Broadcaster and writer throws hat into ring amid row over Ruth Padel's tip-offs about rival Derek Walcott
James Sturcke in he guardian.co.uk, Monday 25 May 2009
Clive James. Photograph: Eamonn McCabe
The broadcaster and writer Clive James today said he would like to be Oxford professor of poetry amid the furore surrounding Ruth Padel's appointment to the post.
In an interview with the Guardian, James said the position, which dates back to 1708, and whose past occupants include WH Auden and Seamus Heaney, was his "dream job".
Padel, elected to the post nine days ago, is resisting calls to quit after it emerged that she tipped off newspapers about claims of sexual impropriety against her main rival, Derek Walcott, the Nobel laureate. Walcott, highly respected for his work on post-colonial Caribbean life, withdrew from the campaign days before the election after allegations resurfaced that he had propositioned students in the 1980s and 1990s.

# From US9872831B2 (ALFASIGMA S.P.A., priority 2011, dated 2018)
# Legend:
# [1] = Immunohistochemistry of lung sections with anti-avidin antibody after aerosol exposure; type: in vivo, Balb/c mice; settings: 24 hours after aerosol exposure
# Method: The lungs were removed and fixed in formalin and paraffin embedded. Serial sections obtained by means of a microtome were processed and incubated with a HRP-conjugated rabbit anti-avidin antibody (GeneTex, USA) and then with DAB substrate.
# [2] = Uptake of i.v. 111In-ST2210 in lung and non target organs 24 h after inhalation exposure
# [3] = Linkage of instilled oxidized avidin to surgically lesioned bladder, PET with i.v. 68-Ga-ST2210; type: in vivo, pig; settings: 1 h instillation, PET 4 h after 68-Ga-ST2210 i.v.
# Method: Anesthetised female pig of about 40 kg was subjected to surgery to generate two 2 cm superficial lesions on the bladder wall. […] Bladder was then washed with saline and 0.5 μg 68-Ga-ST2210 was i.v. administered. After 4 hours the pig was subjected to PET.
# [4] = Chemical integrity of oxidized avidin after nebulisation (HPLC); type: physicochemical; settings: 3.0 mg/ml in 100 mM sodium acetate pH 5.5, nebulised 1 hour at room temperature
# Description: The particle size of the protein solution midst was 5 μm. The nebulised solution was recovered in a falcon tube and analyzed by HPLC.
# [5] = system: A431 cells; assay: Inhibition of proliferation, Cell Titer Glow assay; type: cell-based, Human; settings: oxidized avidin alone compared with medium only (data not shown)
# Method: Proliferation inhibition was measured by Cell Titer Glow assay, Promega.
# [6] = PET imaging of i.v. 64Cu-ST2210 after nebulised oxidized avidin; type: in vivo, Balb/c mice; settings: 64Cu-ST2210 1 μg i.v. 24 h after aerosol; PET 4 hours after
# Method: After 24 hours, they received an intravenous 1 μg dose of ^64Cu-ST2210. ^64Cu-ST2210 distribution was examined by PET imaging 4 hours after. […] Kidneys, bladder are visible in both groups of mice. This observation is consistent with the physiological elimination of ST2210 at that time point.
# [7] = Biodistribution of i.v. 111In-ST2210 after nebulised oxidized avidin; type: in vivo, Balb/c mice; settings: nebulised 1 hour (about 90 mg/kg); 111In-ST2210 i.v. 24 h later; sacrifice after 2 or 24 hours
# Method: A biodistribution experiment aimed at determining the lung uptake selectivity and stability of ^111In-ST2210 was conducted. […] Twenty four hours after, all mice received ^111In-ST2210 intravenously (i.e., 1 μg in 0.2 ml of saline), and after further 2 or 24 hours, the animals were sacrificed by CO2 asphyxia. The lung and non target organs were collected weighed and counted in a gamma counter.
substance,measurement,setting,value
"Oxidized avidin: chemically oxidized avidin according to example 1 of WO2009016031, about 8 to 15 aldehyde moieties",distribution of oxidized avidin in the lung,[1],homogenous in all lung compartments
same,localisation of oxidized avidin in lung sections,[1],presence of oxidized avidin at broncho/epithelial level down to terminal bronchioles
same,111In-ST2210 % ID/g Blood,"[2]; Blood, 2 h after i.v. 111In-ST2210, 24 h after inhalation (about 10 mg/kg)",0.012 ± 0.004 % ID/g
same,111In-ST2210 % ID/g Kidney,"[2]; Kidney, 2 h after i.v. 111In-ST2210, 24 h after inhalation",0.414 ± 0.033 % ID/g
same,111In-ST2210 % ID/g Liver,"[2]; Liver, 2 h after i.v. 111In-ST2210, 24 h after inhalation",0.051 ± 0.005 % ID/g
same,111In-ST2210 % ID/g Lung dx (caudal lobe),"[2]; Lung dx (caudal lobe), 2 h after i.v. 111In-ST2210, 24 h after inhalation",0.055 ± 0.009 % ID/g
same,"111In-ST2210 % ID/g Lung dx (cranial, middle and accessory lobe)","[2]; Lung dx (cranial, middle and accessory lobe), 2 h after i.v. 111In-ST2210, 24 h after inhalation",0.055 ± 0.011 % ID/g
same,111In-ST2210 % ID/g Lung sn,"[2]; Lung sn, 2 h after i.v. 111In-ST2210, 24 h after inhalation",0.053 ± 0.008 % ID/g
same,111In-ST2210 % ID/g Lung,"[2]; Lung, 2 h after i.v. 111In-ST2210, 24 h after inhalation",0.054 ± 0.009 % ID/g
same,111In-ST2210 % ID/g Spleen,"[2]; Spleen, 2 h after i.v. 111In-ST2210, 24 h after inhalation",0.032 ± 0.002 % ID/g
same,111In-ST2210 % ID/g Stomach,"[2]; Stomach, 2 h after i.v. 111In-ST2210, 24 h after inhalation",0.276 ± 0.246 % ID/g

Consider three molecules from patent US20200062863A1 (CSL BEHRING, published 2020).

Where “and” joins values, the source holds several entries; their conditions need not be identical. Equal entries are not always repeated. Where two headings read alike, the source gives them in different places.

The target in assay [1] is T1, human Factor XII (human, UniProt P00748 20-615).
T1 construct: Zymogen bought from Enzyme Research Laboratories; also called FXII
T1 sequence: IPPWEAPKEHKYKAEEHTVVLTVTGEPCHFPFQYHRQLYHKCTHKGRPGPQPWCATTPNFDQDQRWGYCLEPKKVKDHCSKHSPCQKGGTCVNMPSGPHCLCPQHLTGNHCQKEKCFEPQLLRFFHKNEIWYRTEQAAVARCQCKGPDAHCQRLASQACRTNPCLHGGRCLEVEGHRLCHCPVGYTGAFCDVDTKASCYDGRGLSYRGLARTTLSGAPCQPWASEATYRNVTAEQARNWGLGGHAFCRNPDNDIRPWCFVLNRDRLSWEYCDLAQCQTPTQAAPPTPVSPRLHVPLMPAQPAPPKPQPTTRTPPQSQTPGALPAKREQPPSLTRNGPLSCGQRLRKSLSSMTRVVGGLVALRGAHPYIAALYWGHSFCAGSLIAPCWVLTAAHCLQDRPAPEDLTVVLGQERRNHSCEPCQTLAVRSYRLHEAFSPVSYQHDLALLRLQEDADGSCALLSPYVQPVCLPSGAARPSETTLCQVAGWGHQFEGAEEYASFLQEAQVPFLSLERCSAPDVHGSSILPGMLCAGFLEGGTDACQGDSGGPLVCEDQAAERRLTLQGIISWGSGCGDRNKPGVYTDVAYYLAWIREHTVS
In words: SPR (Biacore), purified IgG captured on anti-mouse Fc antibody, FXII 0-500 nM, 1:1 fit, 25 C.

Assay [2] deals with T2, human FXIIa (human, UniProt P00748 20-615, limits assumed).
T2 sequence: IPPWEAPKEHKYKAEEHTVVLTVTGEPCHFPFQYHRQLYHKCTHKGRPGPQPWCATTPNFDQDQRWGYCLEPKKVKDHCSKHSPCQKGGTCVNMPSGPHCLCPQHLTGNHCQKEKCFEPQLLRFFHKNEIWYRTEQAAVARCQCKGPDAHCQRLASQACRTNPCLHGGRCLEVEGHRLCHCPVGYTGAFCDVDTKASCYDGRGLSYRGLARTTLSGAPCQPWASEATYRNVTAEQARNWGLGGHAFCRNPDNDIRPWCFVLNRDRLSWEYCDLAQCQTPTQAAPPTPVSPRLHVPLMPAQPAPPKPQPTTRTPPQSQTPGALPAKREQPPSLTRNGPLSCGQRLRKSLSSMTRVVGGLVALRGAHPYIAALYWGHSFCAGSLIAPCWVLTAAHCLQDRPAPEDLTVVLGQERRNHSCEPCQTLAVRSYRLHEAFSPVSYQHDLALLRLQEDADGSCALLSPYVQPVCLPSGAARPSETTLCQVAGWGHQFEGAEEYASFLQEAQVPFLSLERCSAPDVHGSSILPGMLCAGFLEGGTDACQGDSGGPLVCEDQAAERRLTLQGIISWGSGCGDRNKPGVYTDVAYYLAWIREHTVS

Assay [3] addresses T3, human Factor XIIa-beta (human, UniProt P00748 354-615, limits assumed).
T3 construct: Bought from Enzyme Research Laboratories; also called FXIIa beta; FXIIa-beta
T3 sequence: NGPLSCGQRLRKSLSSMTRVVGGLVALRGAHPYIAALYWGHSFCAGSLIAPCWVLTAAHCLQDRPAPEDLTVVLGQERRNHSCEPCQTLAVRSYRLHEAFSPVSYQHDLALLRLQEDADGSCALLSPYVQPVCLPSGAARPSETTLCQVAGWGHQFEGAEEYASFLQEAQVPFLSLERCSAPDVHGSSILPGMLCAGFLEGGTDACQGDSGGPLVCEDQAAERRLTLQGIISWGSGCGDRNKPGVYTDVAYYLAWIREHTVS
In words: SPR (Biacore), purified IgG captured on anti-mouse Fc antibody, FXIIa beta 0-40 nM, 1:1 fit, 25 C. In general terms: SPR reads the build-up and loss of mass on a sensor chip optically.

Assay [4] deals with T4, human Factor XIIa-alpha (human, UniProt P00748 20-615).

In an interview with G2, James said the ensuing controversy was a "catastrophe because Derek Walcott is a great poet".
"It's a very bad reason to stop a 79-year-old man who has all the qualifications, including [the fact that] he would write brilliant lectures. It means a whole generation's going to miss out on his wisdom. For what? For a couple of cases that have been mouldering for 20-odd years."